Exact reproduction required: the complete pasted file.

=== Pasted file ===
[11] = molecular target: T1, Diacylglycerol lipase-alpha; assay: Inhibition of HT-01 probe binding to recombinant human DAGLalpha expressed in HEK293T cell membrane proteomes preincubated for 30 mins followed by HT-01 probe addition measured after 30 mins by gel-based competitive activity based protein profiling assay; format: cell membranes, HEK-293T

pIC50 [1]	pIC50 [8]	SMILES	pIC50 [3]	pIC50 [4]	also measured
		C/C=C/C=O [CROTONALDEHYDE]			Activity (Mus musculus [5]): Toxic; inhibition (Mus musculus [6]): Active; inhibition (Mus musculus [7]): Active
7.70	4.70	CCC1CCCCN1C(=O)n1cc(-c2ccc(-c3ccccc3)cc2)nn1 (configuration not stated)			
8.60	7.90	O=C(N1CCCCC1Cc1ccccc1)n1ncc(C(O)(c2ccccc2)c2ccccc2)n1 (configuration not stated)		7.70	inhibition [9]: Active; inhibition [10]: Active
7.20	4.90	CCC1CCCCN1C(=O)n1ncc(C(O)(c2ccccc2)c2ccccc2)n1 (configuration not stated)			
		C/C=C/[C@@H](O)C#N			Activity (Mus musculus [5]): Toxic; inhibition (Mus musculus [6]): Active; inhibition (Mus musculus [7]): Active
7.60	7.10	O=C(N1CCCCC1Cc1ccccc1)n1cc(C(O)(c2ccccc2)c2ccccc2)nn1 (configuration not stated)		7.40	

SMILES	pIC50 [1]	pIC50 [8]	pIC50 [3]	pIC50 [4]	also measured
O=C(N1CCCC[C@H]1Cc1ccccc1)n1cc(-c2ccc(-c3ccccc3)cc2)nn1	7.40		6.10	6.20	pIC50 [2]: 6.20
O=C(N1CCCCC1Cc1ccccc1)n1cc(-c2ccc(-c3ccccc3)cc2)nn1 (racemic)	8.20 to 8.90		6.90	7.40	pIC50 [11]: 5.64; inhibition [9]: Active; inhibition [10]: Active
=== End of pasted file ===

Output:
[11] = molecular target: T1, Diacylglycerol lipase-alpha; assay: Inhibition of HT-01 probe binding to recombinant human DAGLalpha expressed in HEK293T cell membrane proteomes preincubated for 30 mins followed by HT-01 probe addition measured after 30 mins by gel-based competitive activity based protein profiling assay; format: cell membranes, HEK-293T

pIC50 [1]	pIC50 [8]	SMILES	pIC50 [3]	pIC50 [4]	also measured
		C/C=C/C=O [CROTONALDEHYDE]			Activity (Mus musculus [5]): Toxic; inhibition (Mus musculus [6]): Active; inhibition (Mus musculus [7]): Active
7.70	4.70	CCC1CCCCN1C(=O)n1cc(-c2ccc(-c3ccccc3)cc2)nn1 (configuration not stated)			
8.60	7.90	O=C(N1CCCCC1Cc1ccccc1)n1ncc(C(O)(c2ccccc2)c2ccccc2)n1 (configuration not stated)		7.70	inhibition [9]: Active; inhibition [10]: Active
7.20	4.90	CCC1CCCCN1C(=O)n1ncc(C(O)(c2ccccc2)c2ccccc2)n1 (configuration not stated)			
		C/C=C/[C@@H](O)C#N			Activity (Mus musculus [5]): Toxic; inhibition (Mus musculus [6]): Active; inhibition (Mus musculus [7]): Active
7.60	7.10	O=C(N1CCCCC1Cc1ccccc1)n1cc(C(O)(c2ccccc2)c2ccccc2)nn1 (configuration not stated)		7.40	

SMILES	pIC50 [1]	pIC50 [8]	pIC50 [3]	pIC50 [4]	also measured
O=C(N1CCCC[C@H]1Cc1ccccc1)n1cc(-c2ccc(-c3ccccc3)cc2)nn1	7.40		6.10	6.20	pIC50 [2]: 6.20
O=C(N1CCCCC1Cc1ccccc1)n1cc(-c2ccc(-c3ccccc3)cc2)nn1 (racemic)	8.20 to 8.90		6.90	7.40	pIC50 [11]: 5.64; inhibition [9]: Active; inhibition [10]: Active